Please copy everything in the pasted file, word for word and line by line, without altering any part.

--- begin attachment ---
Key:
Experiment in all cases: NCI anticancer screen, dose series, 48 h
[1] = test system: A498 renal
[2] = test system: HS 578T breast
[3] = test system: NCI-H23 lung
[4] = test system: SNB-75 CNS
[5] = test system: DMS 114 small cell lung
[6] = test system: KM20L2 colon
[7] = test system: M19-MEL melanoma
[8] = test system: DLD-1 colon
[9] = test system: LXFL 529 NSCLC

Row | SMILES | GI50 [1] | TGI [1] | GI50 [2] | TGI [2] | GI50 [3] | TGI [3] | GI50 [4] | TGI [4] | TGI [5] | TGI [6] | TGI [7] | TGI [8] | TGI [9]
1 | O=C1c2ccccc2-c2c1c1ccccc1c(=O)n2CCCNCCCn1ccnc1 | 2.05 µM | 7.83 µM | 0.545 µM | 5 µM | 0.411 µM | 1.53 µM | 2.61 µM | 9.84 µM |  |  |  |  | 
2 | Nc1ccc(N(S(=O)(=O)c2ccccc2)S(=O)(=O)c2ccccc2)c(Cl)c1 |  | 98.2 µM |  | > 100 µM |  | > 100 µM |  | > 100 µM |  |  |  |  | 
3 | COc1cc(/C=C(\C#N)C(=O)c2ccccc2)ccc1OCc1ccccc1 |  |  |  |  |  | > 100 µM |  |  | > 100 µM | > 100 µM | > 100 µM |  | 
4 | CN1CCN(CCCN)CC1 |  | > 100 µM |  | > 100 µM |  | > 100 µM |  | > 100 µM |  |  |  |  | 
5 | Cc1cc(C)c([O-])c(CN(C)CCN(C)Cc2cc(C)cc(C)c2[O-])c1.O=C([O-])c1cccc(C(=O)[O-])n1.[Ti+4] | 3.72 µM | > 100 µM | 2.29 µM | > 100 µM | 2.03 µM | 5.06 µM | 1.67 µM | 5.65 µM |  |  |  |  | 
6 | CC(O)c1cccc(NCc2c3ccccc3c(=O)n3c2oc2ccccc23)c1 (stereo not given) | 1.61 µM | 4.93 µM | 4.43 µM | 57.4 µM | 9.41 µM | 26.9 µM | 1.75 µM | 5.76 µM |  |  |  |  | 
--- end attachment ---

Key:
Experiment in all cases: NCI anticancer screen, dose series, 48 h
[1] = test system: A498 renal
[2] = test system: HS 578T breast
[3] = test system: NCI-H23 lung
[4] = test system: SNB-75 CNS
[5] = test system: DMS 114 small cell lung
[6] = test system: KM20L2 colon
[7] = test system: M19-MEL melanoma
[8] = test system: DLD-1 colon
[9] = test system: LXFL 529 NSCLC

Row | SMILES | GI50 [1] | TGI [1] | GI50 [2] | TGI [2] | GI50 [3] | TGI [3] | GI50 [4] | TGI [4] | TGI [5] | TGI [6] | TGI [7] | TGI [8] | TGI [9]
1 | O=C1c2ccccc2-c2c1c1ccccc1c(=O)n2CCCNCCCn1ccnc1 | 2.05 µM | 7.83 µM | 0.545 µM | 5 µM | 0.411 µM | 1.53 µM | 2.61 µM | 9.84 µM |  |  |  |  | 
2 | Nc1ccc(N(S(=O)(=O)c2ccccc2)S(=O)(=O)c2ccccc2)c(Cl)c1 |  | 98.2 µM |  | > 100 µM |  | > 100 µM |  | > 100 µM |  |  |  |  | 
3 | COc1cc(/C=C(\C#N)C(=O)c2ccccc2)ccc1OCc1ccccc1 |  |  |  |  |  | > 100 µM |  |  | > 100 µM | > 100 µM | > 100 µM |  | 
4 | CN1CCN(CCCN)CC1 |  | > 100 µM |  | > 100 µM |  | > 100 µM |  | > 100 µM |  |  |  |  | 
5 | Cc1cc(C)c([O-])c(CN(C)CCN(C)Cc2cc(C)cc(C)c2[O-])c1.O=C([O-])c1cccc(C(=O)[O-])n1.[Ti+4] | 3.72 µM | > 100 µM | 2.29 µM | > 100 µM | 2.03 µM | 5.06 µM | 1.67 µM | 5.65 µM |  |  |  |  | 
6 | CC(O)c1cccc(NCc2c3ccccc3c(=O)n3c2oc2ccccc23)c1 (stereo not given) | 1.61 µM | 4.93 µM | 4.43 µM | 57.4 µM | 9.41 µM | 26.9 µM | 1.75 µM | 5.76 µM |  |  |  |  | 